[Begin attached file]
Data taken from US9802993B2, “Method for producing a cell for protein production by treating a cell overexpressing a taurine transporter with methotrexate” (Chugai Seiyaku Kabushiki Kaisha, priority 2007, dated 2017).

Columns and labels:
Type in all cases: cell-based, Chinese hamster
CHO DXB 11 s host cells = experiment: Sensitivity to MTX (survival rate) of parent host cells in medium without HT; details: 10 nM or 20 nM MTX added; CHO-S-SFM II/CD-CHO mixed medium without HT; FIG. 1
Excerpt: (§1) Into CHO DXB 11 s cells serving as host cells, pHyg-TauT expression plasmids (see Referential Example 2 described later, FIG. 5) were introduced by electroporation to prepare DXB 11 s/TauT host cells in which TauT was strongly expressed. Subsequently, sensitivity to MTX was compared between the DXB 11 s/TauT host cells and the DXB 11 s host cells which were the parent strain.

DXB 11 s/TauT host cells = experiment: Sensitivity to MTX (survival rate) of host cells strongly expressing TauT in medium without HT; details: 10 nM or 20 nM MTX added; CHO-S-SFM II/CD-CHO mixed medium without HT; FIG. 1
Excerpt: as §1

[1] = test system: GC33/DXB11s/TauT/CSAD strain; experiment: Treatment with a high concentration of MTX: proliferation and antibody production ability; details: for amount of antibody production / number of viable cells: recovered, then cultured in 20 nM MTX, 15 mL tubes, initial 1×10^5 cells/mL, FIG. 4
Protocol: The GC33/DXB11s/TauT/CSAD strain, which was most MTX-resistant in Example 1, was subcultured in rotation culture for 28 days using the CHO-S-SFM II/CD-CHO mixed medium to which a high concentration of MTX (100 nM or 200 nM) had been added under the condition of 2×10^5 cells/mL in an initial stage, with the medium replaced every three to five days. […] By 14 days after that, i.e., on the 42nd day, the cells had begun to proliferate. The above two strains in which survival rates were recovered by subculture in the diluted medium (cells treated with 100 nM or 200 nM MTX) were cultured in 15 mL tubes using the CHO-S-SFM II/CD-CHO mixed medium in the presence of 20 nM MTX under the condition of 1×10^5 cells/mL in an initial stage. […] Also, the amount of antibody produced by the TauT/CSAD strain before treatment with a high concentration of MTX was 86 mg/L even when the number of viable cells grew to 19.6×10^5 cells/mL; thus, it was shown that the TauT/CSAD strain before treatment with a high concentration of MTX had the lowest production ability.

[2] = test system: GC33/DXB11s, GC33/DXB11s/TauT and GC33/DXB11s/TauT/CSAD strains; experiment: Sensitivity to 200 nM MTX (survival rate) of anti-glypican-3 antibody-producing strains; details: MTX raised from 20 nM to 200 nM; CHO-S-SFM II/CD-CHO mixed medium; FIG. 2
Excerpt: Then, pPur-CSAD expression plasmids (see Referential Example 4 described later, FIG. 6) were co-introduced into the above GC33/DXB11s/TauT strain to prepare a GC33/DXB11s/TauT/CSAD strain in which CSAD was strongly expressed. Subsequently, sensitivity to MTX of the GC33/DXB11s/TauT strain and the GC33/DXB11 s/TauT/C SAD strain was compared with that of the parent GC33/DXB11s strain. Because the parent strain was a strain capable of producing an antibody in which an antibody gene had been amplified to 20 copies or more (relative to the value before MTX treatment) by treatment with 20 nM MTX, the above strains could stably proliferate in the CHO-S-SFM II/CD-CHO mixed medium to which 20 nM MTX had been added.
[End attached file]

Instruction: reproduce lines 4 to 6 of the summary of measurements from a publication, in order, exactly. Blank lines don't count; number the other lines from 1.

CHO DXB 11 s host cells = experiment: Sensitivity to MTX (survival rate) of parent host cells in medium without HT; details: 10 nM or 20 nM MTX added; CHO-S-SFM II/CD-CHO mixed medium without HT; FIG. 1
Excerpt: (§1) Into CHO DXB 11 s cells serving as host cells, pHyg-TauT expression plasmids (see Referential Example 2 described later, FIG. 5) were introduced by electroporation to prepare DXB 11 s/TauT host cells in which TauT was strongly expressed. Subsequently, sensitivity to MTX was compared between the DXB 11 s/TauT host cells and the DXB 11 s host cells which were the parent strain.

DXB 11 s/TauT host cells = experiment: Sensitivity to MTX (survival rate) of host cells strongly expressing TauT in medium without HT; details: 10 nM or 20 nM MTX added; CHO-S-SFM II/CD-CHO mixed medium without HT; FIG. 1